CHICAGO - After general manager Marc Bergevin met with members of the media in the Windy City on Thursday, it was vice president of player personnel Trevor Timmins' turn to shed some light on the Canadiens' approach to the 2017 NHL Entry Draft.
"We're trying to accumulate assets. Assets in our mind are centermen and offensive defensemen," said Timmins, on the Canadiens' six total picks to date, including the 25th overall selection which will be made on Friday night at the United Center. "If you select a winger, you're trying to get a scoring winger. But, offensive defensemen and centers, they're the key assets. If you look around the league, those are what everyone is trying to get."
They're tough to find, of course, and fewer in number in this year's draft class, too, according to Timmins. Nevertheless, the veteran Canadiens staffer, who is entering his 15th year with Montreal, insists that come Round 1 the Habs will secure the services of another good asset for the future.
Video: Timmins speaks ahead of the 2017 NHL Draft
"In this draft, the elite talent is at the very top. There's not as much quantity as in other years. I think everyone would agree with that, all 31 teams. But, there's a lot of quality prospects available," said Timmins. "We're confident that we'll get a player that fits our requirements, needs and wants, and has upside."
In retrospect, defenseman Mikhail Sergachev fit that "asset" definition to perfection. When the Canadiens went in search of a goal scorer in recent weeks, Bergevin was able to send the talented young rearguard to the Tampa Bay Lightning in exchange for Jonathan Drouin, boosting things up front.
"If we didn't have Sergachev, we wouldn't have gotten Jonathan Drouin," said Timmins, who watched a lot of Drouin in the months leading up to his being selected third-overall by Tampa four years ago. "He just wowed you. You just shake your head with some of the plays that he made back in junior. He's done that again and he's going to continue to do that and develop. He's not even close to the ceiling of what he can do."
Opening-round aside, come Saturday the Canadiens will step up to the microphone to do something they haven't done since 2013 - make picks in Round 2. They currently boast a pair of second-round selections, with picks No. 56 and 58 in their possession. That, in particular, has Timmins brimming with excitement and anticipation.
"If we go back in history, we got P.K. Subban in the second. When I was with Ottawa, we got Mike Fisher in the second. We got [Artturi] Lehkonen in the second. Those types of players are available there," said Timmins, who said being deprived of second-round picks essentially "handcuffed" the Canadiens in recent years. "Not every draft is equal in the amount of quality prospects available, but we feel confident in this one that there are quality prospects, and we're excited that we have those two second-round picks… Now, we have ammunition in our loaded gun and we're ready to go to the draft and see what happens."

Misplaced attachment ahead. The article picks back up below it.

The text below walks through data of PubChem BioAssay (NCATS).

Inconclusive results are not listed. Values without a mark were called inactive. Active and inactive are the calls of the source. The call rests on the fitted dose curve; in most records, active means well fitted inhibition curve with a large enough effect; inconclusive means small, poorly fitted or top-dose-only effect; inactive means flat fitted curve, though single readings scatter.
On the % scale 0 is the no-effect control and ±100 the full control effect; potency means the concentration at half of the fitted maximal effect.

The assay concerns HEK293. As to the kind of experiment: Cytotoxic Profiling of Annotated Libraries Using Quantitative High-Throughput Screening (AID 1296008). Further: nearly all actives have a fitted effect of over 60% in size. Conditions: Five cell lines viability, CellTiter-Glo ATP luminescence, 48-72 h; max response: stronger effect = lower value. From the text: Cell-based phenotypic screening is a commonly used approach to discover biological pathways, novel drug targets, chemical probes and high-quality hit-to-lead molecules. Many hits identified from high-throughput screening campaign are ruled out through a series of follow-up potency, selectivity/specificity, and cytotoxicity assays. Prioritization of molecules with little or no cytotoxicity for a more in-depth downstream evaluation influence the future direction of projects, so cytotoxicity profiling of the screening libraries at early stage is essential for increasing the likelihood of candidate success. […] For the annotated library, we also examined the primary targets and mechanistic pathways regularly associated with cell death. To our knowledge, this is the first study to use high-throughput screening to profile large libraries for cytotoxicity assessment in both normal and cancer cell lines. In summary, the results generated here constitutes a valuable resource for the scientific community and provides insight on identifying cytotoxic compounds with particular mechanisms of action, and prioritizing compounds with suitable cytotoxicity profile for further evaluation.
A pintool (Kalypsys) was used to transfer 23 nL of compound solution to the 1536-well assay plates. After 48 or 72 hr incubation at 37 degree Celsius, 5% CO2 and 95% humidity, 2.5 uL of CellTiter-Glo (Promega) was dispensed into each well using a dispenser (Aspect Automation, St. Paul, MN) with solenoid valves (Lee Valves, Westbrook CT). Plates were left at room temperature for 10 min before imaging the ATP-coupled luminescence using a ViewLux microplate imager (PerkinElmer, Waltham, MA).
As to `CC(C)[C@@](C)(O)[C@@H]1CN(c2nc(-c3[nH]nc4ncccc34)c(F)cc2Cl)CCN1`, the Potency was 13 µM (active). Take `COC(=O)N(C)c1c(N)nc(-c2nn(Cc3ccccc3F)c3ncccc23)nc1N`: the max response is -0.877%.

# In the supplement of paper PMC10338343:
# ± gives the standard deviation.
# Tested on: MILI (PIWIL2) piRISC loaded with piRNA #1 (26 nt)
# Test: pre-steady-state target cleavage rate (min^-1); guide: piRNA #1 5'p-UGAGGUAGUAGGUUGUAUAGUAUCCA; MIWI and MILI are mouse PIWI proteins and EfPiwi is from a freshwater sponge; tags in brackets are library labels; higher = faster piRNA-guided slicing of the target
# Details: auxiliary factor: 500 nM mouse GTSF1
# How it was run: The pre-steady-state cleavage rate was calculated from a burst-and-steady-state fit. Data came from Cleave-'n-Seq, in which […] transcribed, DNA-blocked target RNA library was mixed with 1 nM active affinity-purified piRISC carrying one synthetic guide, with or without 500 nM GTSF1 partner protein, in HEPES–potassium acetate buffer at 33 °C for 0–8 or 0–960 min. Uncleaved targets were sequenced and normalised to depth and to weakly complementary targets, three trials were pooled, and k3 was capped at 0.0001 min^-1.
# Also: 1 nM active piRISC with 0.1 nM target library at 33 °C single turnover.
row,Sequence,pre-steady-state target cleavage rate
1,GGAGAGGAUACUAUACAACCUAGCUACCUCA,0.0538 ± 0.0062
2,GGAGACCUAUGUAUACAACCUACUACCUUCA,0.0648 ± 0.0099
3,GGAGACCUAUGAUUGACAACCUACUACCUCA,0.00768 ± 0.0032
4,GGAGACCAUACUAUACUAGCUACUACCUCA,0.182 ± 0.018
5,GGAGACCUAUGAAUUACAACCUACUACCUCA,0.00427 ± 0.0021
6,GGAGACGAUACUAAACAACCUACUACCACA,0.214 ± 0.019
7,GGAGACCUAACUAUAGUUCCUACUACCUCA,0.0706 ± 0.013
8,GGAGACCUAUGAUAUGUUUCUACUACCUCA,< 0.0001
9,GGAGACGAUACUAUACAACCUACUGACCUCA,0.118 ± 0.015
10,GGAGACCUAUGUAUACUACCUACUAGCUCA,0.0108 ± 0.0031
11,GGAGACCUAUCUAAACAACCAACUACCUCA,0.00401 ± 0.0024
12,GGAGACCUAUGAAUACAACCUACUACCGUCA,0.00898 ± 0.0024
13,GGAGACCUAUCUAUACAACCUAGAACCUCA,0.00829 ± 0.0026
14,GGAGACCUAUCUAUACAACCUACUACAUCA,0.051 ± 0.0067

Having a pair of third-round picks at Nos. 68 and 87 isn't too shabby, either. Interestingly enough, the Canadiens haven't had multiple selections in Round 3 since 2013. They're also slated to pick in the fifth round at No. 149.
History and experience have certainly taught Timmins that potential gems are available beyond the first 60-plus selections. He singled out two, in particular, on Thursday, in 2016 draftees William Bitten and Victor Mete, both of whom were recently named to Team Canada's Development Camp roster ahead of the 2018 World Junior Hockey Championship.
"Sometimes people say - 'Where are all of your prospects?' Last year's draft, we thought we had a heck of a draft, even though we didn't have a second round. If anybody knows the Team Canada World Junior invite list, two of our young prospects that we didn't pick in the first two rounds are invited to that camp and will have a good chance to make that team," mentioned Timmins, on Bitten and Mete, who went 70th (Round 3) and 100th (Round 4) overall, respectively, last June in Buffalo.
Nevertheless, it will obviously take time to see whether any player selected ultimately pans out down the road in the NHL ranks. Timmins stressed that time and again as well.
"We're never drafting for today. It's always for tomorrow," mentioned Timmins. "Tomorrow, for most of these players, could be four, five or six years down the road, unless you're picking at the top and you get an [Auston] Matthews or a [Connor] McDavid."
That might not be the situation Timmins finds himself in this year, but he's as amped up as ever to get down to business over the weekend.
"We've done all the work all year and we've really worked hard the past month to get our draft board in order and get ready for this," said Timmins. "This is my 15th year with Montreal. Every day of the 15 years, I feel pressure. I came here to win a Stanley Cup. I left Ottawa on my own accord. That's why I'm here. I want to win a Stanley Cup and do everything I can to help the team win a Stanley Cup."